The launch of ‘Linkedin Elevate’ highlights the value that this professional forum attributes to good quality written content. Elevate is a new product from Linkedin, designed to help companies and in particular, their employees, to curate high-quality content.
It then enables them to share that content via their social networks and in turn, measure the impact it has on their own audience.
The value of sharing content is the important factor here.
If you as an individual or a corporate body are seen to associate with positive messages and stories, then you can be perceived as ‘attractive’ to prospective customers, investors and employees in different ways.
I believe Linkedin wanted to focus on the way employees in particular can benefit from sharing their stories in order to enhance or ‘elevate’ their status within a company or organisation.
In my opinion, this is the essence of what Linkedin is all about
As a publisher however, I feel the need to step in here and say: “The quality of the written article, or content that you produce is so important.
It’s great that someone wants to tell a story, but if their story is not transferred into a valuable and engaging piece, then it may not quite achieve the result that you want”. I would always suggest that your stories are at least proofread by someone before publication – or even written by a professional writer.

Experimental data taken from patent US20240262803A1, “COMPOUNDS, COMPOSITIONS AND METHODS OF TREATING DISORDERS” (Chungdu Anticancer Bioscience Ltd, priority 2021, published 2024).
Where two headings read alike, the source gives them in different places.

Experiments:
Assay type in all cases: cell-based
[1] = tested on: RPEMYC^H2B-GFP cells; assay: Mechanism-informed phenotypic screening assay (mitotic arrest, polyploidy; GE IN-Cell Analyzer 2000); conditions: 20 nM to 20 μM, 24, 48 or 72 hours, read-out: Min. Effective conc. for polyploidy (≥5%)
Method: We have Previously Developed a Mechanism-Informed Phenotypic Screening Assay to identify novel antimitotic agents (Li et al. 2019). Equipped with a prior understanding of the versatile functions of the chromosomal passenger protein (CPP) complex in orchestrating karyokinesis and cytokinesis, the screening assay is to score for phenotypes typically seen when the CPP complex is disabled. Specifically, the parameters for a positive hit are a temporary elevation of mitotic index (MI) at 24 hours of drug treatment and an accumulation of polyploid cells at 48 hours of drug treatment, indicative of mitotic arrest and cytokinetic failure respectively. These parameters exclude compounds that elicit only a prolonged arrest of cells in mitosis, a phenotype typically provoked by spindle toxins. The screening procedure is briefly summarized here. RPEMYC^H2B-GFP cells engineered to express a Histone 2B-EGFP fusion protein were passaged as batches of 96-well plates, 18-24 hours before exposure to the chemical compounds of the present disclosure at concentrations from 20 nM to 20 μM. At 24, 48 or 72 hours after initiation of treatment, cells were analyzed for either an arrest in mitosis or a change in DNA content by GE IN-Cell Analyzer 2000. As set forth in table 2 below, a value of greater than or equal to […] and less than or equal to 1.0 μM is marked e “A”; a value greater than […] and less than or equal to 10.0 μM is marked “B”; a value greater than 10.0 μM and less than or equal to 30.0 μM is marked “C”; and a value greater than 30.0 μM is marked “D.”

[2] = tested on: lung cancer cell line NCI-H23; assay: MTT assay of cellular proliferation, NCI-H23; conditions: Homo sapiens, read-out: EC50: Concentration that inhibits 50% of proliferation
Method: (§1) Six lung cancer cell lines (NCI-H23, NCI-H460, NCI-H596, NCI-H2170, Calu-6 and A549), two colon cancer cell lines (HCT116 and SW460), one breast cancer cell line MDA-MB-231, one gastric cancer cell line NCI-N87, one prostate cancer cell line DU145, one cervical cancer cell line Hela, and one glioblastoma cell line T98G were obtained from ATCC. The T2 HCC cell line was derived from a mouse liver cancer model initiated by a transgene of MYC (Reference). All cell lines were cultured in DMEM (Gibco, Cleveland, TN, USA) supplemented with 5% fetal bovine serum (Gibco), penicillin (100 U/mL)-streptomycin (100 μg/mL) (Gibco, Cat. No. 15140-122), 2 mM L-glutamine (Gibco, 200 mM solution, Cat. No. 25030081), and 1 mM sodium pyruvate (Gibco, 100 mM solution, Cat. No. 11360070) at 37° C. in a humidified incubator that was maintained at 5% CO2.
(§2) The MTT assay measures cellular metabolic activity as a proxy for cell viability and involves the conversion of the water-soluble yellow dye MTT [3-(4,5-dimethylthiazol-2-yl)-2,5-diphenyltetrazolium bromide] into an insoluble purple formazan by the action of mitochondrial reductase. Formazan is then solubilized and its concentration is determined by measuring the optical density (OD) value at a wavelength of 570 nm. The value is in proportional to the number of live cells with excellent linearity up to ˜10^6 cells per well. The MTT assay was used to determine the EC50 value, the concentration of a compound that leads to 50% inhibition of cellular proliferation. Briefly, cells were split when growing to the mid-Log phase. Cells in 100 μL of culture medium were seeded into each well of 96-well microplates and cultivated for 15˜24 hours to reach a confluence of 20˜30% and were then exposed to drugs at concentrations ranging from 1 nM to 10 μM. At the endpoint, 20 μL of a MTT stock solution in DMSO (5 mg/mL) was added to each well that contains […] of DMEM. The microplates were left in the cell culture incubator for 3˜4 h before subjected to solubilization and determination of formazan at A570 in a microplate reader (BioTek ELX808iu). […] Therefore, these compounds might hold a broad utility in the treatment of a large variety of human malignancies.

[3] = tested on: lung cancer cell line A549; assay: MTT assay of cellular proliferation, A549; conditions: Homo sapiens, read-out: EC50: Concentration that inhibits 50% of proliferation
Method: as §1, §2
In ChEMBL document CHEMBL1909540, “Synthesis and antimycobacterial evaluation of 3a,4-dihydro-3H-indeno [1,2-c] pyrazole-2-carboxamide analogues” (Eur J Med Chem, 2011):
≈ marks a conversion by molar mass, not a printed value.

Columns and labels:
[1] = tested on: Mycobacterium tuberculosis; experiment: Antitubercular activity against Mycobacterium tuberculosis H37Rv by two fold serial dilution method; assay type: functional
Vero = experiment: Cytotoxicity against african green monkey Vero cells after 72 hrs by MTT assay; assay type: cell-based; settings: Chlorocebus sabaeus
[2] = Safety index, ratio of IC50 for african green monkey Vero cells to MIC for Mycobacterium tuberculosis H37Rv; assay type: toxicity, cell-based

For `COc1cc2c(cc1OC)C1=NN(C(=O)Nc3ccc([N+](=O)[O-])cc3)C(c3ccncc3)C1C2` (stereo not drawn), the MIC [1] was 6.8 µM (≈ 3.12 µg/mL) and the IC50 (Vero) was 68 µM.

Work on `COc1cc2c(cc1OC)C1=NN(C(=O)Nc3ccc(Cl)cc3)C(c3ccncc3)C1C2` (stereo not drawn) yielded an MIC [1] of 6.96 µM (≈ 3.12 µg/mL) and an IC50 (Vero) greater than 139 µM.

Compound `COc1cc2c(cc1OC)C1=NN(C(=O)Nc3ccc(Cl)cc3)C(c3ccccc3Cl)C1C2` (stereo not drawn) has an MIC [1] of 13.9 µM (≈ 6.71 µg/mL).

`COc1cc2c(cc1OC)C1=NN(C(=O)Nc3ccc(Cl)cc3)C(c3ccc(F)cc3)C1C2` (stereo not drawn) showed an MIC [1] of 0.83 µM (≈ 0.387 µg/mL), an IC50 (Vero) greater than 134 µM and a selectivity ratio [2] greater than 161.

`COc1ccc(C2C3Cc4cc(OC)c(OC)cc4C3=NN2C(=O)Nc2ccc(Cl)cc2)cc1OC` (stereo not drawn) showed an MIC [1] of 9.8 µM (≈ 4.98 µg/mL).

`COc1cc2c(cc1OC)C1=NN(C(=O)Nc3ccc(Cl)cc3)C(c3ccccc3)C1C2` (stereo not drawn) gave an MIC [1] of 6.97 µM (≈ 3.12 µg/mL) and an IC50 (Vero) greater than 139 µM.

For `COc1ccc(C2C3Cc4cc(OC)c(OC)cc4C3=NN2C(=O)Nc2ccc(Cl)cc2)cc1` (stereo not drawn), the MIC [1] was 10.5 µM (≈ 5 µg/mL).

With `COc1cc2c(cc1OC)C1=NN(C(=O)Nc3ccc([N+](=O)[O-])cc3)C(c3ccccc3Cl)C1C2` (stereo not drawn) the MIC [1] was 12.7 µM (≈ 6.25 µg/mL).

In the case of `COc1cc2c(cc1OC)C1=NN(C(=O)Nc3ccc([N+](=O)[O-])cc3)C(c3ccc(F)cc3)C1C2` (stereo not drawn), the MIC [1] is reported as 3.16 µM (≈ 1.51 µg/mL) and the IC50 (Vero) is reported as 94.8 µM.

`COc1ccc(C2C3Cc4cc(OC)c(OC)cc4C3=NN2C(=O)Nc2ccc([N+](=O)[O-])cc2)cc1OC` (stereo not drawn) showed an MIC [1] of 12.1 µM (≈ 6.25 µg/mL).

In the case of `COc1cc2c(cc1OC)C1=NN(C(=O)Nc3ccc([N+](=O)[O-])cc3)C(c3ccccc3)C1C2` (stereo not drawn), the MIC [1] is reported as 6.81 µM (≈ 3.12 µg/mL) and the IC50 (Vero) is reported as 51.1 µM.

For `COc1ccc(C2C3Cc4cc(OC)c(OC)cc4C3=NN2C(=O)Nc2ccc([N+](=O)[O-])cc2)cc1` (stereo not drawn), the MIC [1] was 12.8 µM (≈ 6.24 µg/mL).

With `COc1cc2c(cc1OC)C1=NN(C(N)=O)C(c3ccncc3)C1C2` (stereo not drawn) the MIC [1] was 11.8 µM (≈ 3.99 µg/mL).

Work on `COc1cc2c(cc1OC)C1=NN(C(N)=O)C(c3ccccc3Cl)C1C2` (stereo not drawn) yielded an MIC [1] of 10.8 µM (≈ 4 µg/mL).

Can Linkedin Elevate help you share your stories?
The best way you can elevate your profile is by showing your authority, your experience and your credibility to your audience. Linkedin already provides the audience for you, which is a fantastic start. You just need to create that content.
However, the content will benefit you so much more when you are actually positioned within the article as ‘an authority’s your sector.
One idea for achieving this, may be for you to tell a colleague your story and let them write about you – on behalf of your company. This makes the job easy for everyone – especially you.
I have found over the years that most people are embarrassed to brag or shout about their achievements – they tell me they find it hard to ‘sell themselves’.
Wouldn’t it be better for one of your colleagues to give ‘their’ version about how you have helped or inspired others on your team?
Individually, we may not always recognise some of the benefits that others gain from what we actually do or say. By including someone else’s perspective may significantly add to the value of the article and benefit the whole business and workforce in the long run.